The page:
Imagine that tomorrow a catastrophe wipes out 99% of the world’s population. That’s clearly not a desirable scenario — we would all agree that a peaceful, continued existence is preferable. Now imagine that the disaster kills everyone, wiping out the human race. Most of us would rate that as an even worse occurrence.
But how do we see the relative severity of these different possibilities? Is there a bigger difference between nothing happening and 99% of people dying, or between 99% and 100% of people being wiped out?
This thought-experiment was first posed by the philosopher Derek Parfit, who thought most people would believe the first difference is greater — after all, going from business-as-usual to almost total annihilation is a big step. He, on the other hand, felt the second difference was greater by far: even if just a tiny fraction of humans survive, civilisation could continue for millions of years, but if humanity is wiped from the face of the Earth, then it’s all over.
Now a new study in Scientific Reports has found that, like Parfit predicted, most people don’t seem to share his view of human extinction as a “uniquely bad” catastrophe — until they are forced to go beyond their gut feeling and reflect on what extinction really means in the long term.
Log on to Twitter, open a newspaper or turn on the news and you’ll soon see just how prevalent anti-Muslim sentiment is, as well as how likely collective blame is to be placed on the group as a whole for actions perpetrated by a few Islamic extremists. Though American mass shootings are far more likely to be perpetrated by white men than Muslims, collective blame is rarely assigned to that group — instead, they are characterised as “lone wolves”, even when they explicitly belong to or espouse the views of neo-Nazi, white supremacist or misogynistic hate groups.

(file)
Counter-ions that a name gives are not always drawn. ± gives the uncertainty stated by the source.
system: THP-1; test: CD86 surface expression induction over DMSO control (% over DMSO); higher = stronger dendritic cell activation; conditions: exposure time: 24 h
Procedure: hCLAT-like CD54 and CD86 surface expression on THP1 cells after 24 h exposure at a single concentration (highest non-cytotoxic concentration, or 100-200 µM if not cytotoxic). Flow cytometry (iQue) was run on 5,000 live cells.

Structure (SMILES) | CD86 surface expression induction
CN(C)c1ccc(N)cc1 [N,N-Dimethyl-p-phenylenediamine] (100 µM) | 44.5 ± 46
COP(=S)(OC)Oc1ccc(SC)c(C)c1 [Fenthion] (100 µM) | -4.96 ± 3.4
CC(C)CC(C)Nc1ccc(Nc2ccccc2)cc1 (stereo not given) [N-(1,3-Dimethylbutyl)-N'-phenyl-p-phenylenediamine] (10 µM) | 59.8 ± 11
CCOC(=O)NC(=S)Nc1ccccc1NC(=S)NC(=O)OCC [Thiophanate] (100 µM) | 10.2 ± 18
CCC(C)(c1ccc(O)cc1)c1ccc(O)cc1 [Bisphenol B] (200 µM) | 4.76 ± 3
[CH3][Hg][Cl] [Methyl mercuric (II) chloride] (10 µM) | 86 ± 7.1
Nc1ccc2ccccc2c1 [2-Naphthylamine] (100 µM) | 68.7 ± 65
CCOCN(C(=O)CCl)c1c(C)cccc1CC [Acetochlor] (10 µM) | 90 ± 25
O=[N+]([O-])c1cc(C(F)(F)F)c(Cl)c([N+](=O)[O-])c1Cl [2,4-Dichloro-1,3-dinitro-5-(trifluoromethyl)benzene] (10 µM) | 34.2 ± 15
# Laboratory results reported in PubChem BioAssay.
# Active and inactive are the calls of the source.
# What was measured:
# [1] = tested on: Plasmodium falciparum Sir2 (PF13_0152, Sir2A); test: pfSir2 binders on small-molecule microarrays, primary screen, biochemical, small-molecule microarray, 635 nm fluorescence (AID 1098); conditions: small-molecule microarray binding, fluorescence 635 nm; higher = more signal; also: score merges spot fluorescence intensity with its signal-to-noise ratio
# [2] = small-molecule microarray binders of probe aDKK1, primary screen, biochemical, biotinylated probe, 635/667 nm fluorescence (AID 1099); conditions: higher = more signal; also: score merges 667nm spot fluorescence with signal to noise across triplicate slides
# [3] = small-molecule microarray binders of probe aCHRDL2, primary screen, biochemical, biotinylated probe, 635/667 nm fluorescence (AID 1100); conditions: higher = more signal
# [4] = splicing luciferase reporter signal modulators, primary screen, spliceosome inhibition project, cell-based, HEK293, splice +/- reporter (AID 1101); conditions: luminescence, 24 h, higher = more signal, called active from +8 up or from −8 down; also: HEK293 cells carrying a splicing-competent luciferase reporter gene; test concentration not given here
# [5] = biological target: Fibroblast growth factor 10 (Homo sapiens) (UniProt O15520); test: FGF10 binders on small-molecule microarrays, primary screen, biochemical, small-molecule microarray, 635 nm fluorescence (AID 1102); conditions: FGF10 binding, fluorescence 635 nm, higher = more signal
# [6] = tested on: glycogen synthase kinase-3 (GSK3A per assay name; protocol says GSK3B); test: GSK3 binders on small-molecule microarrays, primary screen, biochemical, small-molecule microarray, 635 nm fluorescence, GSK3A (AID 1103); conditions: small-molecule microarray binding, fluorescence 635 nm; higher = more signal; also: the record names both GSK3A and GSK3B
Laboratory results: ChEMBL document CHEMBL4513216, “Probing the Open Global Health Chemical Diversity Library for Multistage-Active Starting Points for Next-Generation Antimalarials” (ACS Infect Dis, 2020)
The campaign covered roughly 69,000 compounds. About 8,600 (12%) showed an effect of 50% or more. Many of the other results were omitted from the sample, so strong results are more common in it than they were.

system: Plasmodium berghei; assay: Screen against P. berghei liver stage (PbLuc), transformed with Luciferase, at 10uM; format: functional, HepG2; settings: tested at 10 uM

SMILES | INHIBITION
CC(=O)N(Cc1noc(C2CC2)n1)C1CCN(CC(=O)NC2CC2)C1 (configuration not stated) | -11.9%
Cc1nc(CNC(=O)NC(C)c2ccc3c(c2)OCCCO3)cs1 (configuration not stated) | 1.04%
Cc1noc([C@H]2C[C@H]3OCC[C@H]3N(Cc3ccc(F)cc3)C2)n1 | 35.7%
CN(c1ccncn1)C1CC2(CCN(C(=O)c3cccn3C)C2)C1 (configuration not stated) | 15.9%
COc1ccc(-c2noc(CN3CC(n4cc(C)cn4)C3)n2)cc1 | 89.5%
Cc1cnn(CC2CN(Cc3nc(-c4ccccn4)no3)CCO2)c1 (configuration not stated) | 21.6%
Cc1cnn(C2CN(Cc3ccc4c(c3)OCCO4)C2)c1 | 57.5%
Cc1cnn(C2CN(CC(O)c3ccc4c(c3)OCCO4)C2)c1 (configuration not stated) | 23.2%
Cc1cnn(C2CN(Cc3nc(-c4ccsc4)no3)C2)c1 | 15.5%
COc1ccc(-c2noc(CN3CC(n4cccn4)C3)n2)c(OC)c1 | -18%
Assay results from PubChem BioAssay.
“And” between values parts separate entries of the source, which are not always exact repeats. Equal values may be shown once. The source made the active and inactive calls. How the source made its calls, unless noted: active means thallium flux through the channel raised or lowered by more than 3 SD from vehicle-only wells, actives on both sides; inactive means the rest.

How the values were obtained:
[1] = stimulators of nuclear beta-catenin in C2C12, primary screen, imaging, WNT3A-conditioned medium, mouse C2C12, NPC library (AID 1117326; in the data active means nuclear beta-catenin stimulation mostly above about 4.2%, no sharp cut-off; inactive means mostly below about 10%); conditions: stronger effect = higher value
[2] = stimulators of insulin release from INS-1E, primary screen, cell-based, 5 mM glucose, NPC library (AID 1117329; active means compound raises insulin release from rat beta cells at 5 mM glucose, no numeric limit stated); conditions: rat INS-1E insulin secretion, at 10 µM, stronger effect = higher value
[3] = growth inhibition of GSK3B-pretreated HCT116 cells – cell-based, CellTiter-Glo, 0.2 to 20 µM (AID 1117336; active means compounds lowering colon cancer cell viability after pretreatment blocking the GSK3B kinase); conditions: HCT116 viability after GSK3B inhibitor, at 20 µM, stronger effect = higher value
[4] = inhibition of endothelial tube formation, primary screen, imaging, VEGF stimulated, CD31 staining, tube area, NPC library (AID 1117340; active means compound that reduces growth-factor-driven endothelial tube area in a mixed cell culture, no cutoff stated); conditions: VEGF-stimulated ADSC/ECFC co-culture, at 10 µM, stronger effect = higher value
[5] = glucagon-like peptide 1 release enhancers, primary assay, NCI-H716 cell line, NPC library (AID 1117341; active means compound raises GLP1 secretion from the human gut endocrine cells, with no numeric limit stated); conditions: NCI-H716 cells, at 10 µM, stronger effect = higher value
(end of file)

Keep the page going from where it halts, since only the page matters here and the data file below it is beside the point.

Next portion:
When a gym recently opened up near my house, I was determined to go regularly and make the most of the facilities. And I did — for about a month. But gradually, my visits became fewer and further between, until I realised I was paying for a bunch of machines and slabs of metal that I hadn’t touched in weeks. Guiltily, I cancelled my membership.
But perhaps I have my personality to blame. A new study tracking gym users has honed in one key factor that is related to how often they visit: their “planfulness”. This aspect of our personality, say the researchers, could be “uniquely useful” for predicting a range of goal-directed behaviours.
If you hear an unfounded statement often enough, you might just start believing that it’s true. This phenomenon, known as the “illusory truth effect”, is exploited by politicians and advertisers — and if you think you are immune to it, you’re probably wrong. In fact, earlier this year we reported on a study that found people are prone to the effect regardless of their particular cognitive profile.